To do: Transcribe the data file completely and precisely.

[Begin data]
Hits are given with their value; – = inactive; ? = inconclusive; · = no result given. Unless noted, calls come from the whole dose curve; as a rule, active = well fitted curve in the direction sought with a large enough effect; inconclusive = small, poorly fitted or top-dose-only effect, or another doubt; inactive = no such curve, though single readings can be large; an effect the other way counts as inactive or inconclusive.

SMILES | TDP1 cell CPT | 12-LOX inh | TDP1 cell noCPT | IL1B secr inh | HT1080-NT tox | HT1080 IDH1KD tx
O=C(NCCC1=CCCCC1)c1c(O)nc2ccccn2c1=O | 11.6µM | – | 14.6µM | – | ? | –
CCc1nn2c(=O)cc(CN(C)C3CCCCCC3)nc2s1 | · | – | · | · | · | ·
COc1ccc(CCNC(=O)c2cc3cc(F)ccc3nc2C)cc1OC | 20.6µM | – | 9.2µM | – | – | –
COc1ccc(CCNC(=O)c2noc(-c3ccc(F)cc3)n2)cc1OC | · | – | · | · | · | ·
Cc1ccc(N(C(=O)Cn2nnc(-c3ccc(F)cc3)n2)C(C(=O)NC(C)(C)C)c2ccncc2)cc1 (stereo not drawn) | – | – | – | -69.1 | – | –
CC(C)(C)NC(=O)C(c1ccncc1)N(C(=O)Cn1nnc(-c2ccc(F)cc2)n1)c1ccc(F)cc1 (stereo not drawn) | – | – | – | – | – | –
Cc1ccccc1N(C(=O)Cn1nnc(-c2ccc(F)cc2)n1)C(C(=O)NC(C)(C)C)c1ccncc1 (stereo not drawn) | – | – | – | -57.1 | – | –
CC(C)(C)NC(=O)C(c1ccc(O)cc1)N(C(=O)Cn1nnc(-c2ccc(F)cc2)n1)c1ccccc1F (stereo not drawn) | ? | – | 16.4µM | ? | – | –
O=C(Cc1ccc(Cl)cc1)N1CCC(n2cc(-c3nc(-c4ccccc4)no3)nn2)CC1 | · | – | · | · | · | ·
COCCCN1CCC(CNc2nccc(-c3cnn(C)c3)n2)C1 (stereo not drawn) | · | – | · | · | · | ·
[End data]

Hits are given with their value; – = inactive; ? = inconclusive; · = no result given. Unless noted, calls come from the whole dose curve; as a rule, active = well fitted curve in the direction sought with a large enough effect; inconclusive = small, poorly fitted or top-dose-only effect, or another doubt; inactive = no such curve, though single readings can be large; an effect the other way counts as inactive or inconclusive.

SMILES | TDP1 cell CPT | 12-LOX inh | TDP1 cell noCPT | IL1B secr inh | HT1080-NT tox | HT1080 IDH1KD tx
O=C(NCCC1=CCCCC1)c1c(O)nc2ccccn2c1=O | 11.6µM | – | 14.6µM | – | ? | –
CCc1nn2c(=O)cc(CN(C)C3CCCCCC3)nc2s1 | · | – | · | · | · | ·
COc1ccc(CCNC(=O)c2cc3cc(F)ccc3nc2C)cc1OC | 20.6µM | – | 9.2µM | – | – | –
COc1ccc(CCNC(=O)c2noc(-c3ccc(F)cc3)n2)cc1OC | · | – | · | · | · | ·
Cc1ccc(N(C(=O)Cn2nnc(-c3ccc(F)cc3)n2)C(C(=O)NC(C)(C)C)c2ccncc2)cc1 (stereo not drawn) | – | – | – | -69.1 | – | –
CC(C)(C)NC(=O)C(c1ccncc1)N(C(=O)Cn1nnc(-c2ccc(F)cc2)n1)c1ccc(F)cc1 (stereo not drawn) | – | – | – | – | – | –
Cc1ccccc1N(C(=O)Cn1nnc(-c2ccc(F)cc2)n1)C(C(=O)NC(C)(C)C)c1ccncc1 (stereo not drawn) | – | – | – | -57.1 | – | –
CC(C)(C)NC(=O)C(c1ccc(O)cc1)N(C(=O)Cn1nnc(-c2ccc(F)cc2)n1)c1ccccc1F (stereo not drawn) | ? | – | 16.4µM | ? | – | –
O=C(Cc1ccc(Cl)cc1)N1CCC(n2cc(-c3nc(-c4ccccc4)no3)nn2)CC1 | · | – | · | · | · | ·
COCCCN1CCC(CNc2nccc(-c3cnn(C)c3)n2)C1 (stereo not drawn) | · | – | · | · | · | ·